Ingram’s journey to Nova Scotia, if it happened, took place in a period of about twelve months in 1567-1568, reaching England in 1589, not nine months in 1589, as Sorenson mistakenly claimed.[15] One fact that Sorenson omits is that Ogburn is not sure that the journey actually happened, at least the way Ingram told it. Ogburn admits, “I am not so sure about anything involving Ingram. I seem to have been left in the midst of intractable, if fascinating, contradictions.”[16] One of those contradictions concerns the starting point of Ingram’s journey. Was it near Tampico in Mexico, as the story of Ingram’s fellow sailor Miles Phillips indicated, or was it on the other side of the Gulf of Mexico in western Florida, as Ingram’s own account stated? Putting the starting point of Ingram’s journey in western Florida would, as Ogburn observes, shorten the journey by some 1,200 miles and make it far more plausible. He concludes that Ingram’s account was deliberately falsified “to make Ingram’s walk more credible” as support for the cause of financing the search for a “northwest passage” across the American continent.[17] The “fantastic detail” that Sorenson admits to have been part of Ingram’s story appears alongside descriptions that were either inaccurate or common knowledge, making it difficult to corroborate that Ingram made the walk at all.[18] One historian, David B. Quinn, concluded that a French ship likely picked up Ingram along the Gulf of Mexico or perhaps the Atlantic coast of Florida or South Carolina, which would have cut the distance they walked by more than half.[19] Ogburn himself concludes, rather tentatively, that we should probably accept Ingram’s story, but its reliability on the question of the actual route taken seems far from settled. Nathan Probasco points out in his dissertation that “scholars have long doubted its reliability,” though he admits, “The walk was clearly possible, whether or not Ingram completed it.”[20] Probasco concludes, “He probably made the walk, but during his interrogation he also exaggerated and forgot details.”[21] Unfortunately, Probasco does not address the issue of where Ingram’s walk actually began.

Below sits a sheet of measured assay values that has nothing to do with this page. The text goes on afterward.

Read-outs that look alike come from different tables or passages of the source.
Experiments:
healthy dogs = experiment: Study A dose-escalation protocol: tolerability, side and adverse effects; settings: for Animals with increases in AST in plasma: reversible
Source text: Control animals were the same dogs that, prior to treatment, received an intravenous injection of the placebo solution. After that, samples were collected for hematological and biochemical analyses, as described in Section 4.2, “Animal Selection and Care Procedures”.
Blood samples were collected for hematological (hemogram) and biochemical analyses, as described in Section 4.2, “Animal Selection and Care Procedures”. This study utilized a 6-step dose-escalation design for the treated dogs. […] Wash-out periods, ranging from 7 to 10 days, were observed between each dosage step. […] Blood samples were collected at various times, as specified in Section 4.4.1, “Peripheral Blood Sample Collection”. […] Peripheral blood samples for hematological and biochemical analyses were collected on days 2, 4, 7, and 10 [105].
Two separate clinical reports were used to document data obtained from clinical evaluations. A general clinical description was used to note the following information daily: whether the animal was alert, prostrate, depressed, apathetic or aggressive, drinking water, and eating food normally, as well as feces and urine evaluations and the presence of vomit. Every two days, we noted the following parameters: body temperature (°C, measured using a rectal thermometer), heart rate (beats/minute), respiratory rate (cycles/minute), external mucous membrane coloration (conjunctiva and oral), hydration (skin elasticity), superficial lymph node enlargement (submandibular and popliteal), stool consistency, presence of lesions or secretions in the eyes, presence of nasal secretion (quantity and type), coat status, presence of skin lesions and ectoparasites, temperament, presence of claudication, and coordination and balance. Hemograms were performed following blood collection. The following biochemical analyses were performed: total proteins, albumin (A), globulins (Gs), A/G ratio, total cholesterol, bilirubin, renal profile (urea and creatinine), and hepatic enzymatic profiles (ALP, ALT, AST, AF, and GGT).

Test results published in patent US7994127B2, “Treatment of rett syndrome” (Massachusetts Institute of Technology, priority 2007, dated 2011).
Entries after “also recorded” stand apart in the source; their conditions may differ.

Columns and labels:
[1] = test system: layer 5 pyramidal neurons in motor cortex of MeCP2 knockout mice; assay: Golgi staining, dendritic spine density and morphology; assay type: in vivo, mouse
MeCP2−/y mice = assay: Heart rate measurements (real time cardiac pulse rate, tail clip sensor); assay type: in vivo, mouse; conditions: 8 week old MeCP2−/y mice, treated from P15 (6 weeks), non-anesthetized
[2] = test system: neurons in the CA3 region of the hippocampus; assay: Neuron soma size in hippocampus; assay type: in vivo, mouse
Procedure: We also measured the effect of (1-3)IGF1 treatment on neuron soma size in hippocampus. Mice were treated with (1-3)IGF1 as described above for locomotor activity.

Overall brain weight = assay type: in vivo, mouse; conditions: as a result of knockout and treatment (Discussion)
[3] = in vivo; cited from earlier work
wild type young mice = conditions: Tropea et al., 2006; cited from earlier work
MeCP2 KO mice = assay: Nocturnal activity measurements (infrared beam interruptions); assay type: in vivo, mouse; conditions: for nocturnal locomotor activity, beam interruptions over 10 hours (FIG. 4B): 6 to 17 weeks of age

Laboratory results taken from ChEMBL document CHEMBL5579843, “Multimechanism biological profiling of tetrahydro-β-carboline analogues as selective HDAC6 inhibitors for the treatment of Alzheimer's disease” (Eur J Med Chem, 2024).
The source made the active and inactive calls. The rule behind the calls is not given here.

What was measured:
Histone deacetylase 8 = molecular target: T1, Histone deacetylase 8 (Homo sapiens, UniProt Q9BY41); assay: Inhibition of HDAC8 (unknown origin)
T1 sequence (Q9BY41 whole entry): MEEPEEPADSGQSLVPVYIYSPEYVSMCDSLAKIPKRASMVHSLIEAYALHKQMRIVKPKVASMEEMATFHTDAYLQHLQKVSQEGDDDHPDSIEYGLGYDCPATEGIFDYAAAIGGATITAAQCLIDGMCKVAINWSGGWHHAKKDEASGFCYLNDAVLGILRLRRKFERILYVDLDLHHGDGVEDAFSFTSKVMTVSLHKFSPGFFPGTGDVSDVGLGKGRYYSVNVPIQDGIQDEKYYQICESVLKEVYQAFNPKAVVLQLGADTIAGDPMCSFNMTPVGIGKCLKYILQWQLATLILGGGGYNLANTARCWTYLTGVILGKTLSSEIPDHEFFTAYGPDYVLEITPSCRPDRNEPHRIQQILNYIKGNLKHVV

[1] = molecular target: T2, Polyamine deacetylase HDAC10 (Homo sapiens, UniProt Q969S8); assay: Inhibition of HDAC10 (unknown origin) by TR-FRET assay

One detail worth pointing out is that Ingram did not make his journey (whatever its actual course) alone. He started with a large group of men, most of whom dropped out along the way, and he arrived in Nova Scotia with two other English sailors. It would be much easier for three men to make such a long journey together than for one man alone. Three men would be much less likely to be attacked than one man. They could take turns keeping watch at night if necessary, work together in complementary ways by utilizing their differing skill sets, and provide encouragement and moral support to each other.

Finally, Sorenson’s example of the three sailors walking from southern Mexico to Nova Scotia completely ignores the difficulty of transporting the materials Moroni supposedly carried a similar distance. The issue is complicated by disagreement as to the composition of the plates. The lowest estimate of their weight according to Joseph’s handpicked witnesses was about 40 to 50 pounds. If they were pure or mostly gold, they would have weighed closer to 200 pounds. In addition to the plates themselves, Moroni would have been carrying the breastplate and the stone spectacles. We have even less information about these objects, but presumably these items weighed close to ten pounds. One assumes that Moroni would have carried other objects—perhaps a weapon, surely some personal items—and would have needed one or more sturdy packs in which to carry all of these things. Accepting the lowest estimate of the weight of the plates, Moroni’s total load would have weighed at least 50 or 60 pounds, likely more. Given the chronological information we have in the Book of Mormon (as discussed above), he would have been carrying this load when he was in his late 60s.

Appeals to supernatural help here are completely ad hoc and therefore out of order, since the Book of Mormon does not even mention the journey, let alone indicate any supernatural aid in carrying the plates and other items. With this in mind, I will offer some very brief answers to the crucial questions regarding this alleged journey of Moroni from Mexico to Manchester.

Is it possible? Yes.

Is it plausible? Not really.

Would there have been any point to it? No.

That last point was, as I have explained, the point I was making in the paragraph of my book that Boylan quoted out of context. Granting for the sake of argument that such an arduous trip might have been possible for Moroni, the fact remains that there was no need for him to make it. Joseph was not going to use the plates when producing the English text known as the Book of Mormon. The historical evidence also shows that Joseph did not use the stone spectacles, at least when dictating the translation to Oliver Cowdery.[22] Yet Joseph claimed, as we documented above, that Moroni had buried the plates and other artifacts in the hill near Joseph’s future home while Moroni was still a mortal, then appeared to him in the 1820s to reveal where Joseph would find them.